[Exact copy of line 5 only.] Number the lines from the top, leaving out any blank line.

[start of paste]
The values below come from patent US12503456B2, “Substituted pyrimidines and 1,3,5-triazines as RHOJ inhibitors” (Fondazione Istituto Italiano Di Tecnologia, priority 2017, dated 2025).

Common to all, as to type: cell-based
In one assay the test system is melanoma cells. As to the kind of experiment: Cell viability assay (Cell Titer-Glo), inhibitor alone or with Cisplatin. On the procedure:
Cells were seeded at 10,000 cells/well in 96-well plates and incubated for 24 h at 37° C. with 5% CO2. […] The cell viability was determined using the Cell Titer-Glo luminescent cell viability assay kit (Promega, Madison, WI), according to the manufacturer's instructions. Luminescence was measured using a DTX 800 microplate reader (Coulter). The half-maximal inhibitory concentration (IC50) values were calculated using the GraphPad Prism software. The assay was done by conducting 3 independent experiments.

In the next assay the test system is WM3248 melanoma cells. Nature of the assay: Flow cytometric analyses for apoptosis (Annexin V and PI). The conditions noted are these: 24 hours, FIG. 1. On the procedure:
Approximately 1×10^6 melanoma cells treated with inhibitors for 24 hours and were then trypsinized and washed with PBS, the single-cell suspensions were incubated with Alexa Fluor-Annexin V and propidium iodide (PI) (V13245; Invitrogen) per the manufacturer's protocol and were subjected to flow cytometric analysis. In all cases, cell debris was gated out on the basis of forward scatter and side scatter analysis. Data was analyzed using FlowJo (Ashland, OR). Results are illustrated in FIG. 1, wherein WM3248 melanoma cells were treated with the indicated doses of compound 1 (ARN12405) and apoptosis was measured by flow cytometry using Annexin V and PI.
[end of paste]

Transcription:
In the next assay the test system is WM3248 melanoma cells. Nature of the assay: Flow cytometric analyses for apoptosis (Annexin V and PI). The conditions noted are these: 24 hours, FIG. 1. On the procedure: